Devolution, Differing Approaches, & the Danger of Returning to School: The Cases of England & Wales
“Stay at home”, has been the resounding governmental message of the past couple of months. The instruction to remain inside and away from others has become the new normal for many of us; yet Boris Johnson, during his address on May 10th, revealed plans to begin the reopening of schools in England from June 1st. Cries of protest were heard from teachers and parents who felt this was a violation of safety. With the “R-number” in England still estimated to be around 0.7, it is undeniable that the risk of contracting the disease remains high. Why then do the government believe it is appropriate to send children and teachers back to school? How can we ensure that schools are safe environments? Predictably, the Government’s gamble to return to the classroom has faced contention and controversy. But not in Wales.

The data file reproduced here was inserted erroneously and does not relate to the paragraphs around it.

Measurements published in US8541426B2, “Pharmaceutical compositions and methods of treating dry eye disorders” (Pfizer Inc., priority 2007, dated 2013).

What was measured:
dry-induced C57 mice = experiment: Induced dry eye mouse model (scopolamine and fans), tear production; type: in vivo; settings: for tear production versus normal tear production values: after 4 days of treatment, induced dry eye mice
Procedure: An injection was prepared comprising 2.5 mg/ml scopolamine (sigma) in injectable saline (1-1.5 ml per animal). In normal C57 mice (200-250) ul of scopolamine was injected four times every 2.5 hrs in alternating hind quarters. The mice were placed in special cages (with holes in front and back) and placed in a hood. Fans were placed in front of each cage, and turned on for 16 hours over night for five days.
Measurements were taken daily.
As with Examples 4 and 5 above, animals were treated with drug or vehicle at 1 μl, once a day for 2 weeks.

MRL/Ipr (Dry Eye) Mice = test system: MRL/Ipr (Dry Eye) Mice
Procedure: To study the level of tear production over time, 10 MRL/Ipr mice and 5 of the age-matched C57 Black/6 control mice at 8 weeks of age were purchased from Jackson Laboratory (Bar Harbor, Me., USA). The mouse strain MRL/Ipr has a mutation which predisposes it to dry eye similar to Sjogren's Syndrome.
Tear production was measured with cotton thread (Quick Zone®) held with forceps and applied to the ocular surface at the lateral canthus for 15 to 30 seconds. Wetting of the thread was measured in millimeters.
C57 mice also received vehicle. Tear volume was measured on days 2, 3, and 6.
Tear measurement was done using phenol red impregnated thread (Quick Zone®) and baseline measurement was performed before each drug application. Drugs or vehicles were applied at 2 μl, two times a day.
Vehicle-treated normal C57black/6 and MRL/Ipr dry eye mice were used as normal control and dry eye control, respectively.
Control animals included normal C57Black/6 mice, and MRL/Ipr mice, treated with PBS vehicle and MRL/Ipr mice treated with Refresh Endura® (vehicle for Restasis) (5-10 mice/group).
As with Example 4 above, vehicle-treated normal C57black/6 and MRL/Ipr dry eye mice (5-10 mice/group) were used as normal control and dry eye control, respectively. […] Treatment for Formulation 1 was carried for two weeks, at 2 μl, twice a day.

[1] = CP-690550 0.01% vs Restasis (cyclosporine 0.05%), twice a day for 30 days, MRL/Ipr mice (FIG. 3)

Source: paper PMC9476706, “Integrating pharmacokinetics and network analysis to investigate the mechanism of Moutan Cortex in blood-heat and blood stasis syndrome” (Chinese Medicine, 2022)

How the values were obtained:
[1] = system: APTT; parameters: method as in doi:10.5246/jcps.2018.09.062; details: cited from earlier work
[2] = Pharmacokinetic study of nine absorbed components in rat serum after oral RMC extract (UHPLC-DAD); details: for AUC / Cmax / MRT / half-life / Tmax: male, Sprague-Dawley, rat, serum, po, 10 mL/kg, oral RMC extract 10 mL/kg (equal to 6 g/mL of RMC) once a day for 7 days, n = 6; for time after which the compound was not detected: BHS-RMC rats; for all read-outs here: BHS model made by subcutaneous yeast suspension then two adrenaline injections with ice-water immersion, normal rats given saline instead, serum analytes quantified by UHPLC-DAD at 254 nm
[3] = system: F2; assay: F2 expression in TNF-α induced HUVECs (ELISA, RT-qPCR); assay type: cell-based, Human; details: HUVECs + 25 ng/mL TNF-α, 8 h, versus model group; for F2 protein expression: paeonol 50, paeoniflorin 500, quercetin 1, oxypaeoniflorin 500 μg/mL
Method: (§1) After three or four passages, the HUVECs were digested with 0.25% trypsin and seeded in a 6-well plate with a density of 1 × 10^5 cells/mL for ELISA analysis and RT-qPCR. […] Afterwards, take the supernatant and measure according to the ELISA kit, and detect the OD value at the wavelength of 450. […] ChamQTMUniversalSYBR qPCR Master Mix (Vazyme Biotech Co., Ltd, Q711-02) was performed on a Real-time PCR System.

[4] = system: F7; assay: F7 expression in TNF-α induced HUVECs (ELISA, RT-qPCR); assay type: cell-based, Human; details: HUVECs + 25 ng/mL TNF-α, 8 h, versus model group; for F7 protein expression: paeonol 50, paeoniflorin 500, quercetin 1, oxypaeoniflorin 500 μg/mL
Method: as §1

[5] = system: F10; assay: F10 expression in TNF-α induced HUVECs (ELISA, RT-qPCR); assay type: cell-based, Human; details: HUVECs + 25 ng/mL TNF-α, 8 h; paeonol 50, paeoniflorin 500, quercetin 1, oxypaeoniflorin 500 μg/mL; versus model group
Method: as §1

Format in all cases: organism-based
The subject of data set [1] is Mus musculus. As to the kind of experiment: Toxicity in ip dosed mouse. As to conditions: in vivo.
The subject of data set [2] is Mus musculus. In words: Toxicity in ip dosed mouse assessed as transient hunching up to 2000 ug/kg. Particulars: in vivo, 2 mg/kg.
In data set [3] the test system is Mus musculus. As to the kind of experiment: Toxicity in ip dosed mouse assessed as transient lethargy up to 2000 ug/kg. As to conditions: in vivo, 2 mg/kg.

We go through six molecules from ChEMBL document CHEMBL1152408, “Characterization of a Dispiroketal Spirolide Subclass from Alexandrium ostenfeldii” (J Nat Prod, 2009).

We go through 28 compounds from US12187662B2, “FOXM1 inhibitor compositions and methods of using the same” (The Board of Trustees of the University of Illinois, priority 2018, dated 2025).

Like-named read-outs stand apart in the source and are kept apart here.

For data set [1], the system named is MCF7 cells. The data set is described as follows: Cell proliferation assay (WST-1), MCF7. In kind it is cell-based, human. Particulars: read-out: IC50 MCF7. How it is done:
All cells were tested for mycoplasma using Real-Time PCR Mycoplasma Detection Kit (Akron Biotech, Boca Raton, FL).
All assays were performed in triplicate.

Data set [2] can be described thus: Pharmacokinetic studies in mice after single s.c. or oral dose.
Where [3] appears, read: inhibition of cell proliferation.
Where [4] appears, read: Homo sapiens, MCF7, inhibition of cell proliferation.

While the Prime Minister’s address on the 10th of May left a vast majority of English citizens staring vacantly with confusion at their television screens, just over the border in Wales, a sigh of collective relief could be heard. The change in regulations did not apply to us. First Minister Mark Drakeford had specified that the “Stay at Home” policy was to continue in Wales for the foreseeable future, with it seeming unlikely that schools will reopen until September. Since 1997 Wales has been a devolved country, and the Government of Wales Act, has, since 2006, provided Wales with legislative control over many different fields, including Education. I am ashamed to admit that I have never thought in-depth about the devolved powers our Senedd (Welsh Parliament) possesses. Until now. Covid-19 has truly highlighted the importance of devolution in Wales; our devolved powers will enable us, for the time being, to keep our students and teachers away from schools, and consequently away from a heightened risk of contracting the virus. Until the “R-number” significantly drops, my belief is that it is problematic and dangerous to hasten back to school.